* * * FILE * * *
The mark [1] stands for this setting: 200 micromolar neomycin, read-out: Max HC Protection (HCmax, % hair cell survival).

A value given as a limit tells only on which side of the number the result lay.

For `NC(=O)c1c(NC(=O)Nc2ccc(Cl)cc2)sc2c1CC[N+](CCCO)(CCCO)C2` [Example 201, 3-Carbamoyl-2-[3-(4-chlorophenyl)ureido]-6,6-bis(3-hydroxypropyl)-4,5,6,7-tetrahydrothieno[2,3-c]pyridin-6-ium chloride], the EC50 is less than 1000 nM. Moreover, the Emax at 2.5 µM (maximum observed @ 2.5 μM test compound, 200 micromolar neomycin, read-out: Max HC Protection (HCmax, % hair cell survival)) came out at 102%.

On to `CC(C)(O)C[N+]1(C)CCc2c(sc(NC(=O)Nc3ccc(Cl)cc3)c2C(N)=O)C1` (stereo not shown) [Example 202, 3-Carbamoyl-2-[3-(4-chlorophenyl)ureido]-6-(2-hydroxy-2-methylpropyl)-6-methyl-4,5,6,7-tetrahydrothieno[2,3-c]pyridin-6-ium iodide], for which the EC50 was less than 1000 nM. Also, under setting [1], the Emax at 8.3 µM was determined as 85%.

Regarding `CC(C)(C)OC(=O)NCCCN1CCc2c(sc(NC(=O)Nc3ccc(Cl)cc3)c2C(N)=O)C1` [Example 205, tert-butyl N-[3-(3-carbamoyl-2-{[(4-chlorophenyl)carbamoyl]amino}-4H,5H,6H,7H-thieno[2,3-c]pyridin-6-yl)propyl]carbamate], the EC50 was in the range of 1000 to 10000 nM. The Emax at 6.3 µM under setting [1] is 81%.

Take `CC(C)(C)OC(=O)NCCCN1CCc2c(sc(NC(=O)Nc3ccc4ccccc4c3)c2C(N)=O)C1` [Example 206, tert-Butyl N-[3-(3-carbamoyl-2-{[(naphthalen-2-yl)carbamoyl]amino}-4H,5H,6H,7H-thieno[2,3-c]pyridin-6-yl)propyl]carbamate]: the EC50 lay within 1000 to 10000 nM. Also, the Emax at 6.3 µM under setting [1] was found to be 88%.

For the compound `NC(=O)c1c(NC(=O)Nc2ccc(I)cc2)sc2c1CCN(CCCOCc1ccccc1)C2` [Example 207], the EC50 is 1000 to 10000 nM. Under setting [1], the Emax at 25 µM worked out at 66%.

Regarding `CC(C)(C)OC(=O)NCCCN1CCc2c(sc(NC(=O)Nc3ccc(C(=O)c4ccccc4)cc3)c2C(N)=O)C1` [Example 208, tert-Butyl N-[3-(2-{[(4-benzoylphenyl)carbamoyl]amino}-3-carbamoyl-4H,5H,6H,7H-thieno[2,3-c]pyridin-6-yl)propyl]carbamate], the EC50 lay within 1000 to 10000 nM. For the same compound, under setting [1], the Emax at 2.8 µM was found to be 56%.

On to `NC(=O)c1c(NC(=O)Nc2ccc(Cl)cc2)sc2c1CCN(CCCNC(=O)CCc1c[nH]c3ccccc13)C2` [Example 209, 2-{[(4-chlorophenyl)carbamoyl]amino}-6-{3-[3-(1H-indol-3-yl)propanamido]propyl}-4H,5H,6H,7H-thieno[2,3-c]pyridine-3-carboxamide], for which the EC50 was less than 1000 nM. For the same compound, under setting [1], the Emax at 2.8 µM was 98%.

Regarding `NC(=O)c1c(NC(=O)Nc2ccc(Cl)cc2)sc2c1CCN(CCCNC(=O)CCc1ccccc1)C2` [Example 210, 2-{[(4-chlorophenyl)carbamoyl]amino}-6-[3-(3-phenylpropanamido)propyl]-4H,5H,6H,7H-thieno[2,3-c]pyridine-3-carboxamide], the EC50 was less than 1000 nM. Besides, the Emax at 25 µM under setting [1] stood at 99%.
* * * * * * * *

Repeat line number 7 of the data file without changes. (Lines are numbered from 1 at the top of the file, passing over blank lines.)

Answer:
For the compound `NC(=O)c1c(NC(=O)Nc2ccc(I)cc2)sc2c1CCN(CCCOCc1ccccc1)C2` [Example 207], the EC50 is 1000 to 10000 nM. Under setting [1], the Emax at 25 µM worked out at 66%.